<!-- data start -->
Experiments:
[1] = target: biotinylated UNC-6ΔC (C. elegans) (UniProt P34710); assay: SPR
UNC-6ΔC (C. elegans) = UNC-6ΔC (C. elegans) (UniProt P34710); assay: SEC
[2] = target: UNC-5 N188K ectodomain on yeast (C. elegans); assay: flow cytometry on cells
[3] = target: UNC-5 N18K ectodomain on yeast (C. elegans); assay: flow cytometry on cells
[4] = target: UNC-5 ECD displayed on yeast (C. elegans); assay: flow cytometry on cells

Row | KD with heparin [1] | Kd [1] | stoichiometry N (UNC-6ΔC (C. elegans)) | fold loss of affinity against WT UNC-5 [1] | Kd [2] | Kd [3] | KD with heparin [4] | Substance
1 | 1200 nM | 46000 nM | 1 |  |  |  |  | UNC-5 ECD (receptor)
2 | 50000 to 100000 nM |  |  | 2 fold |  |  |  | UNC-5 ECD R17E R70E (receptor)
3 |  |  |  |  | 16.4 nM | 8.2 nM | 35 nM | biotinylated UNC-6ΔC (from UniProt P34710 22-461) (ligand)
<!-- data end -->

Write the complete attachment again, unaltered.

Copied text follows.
Experiments:
[1] = target: biotinylated UNC-6ΔC (C. elegans) (UniProt P34710); assay: SPR
UNC-6ΔC (C. elegans) = UNC-6ΔC (C. elegans) (UniProt P34710); assay: SEC
[2] = target: UNC-5 N188K ectodomain on yeast (C. elegans); assay: flow cytometry on cells
[3] = target: UNC-5 N18K ectodomain on yeast (C. elegans); assay: flow cytometry on cells
[4] = target: UNC-5 ECD displayed on yeast (C. elegans); assay: flow cytometry on cells

Row | KD with heparin [1] | Kd [1] | stoichiometry N (UNC-6ΔC (C. elegans)) | fold loss of affinity against WT UNC-5 [1] | Kd [2] | Kd [3] | KD with heparin [4] | Substance
1 | 1200 nM | 46000 nM | 1 |  |  |  |  | UNC-5 ECD (receptor)
2 | 50000 to 100000 nM |  |  | 2 fold |  |  |  | UNC-5 ECD R17E R70E (receptor)
3 |  |  |  |  | 16.4 nM | 8.2 nM | 35 nM | biotinylated UNC-6ΔC (from UniProt P34710 22-461) (ligand)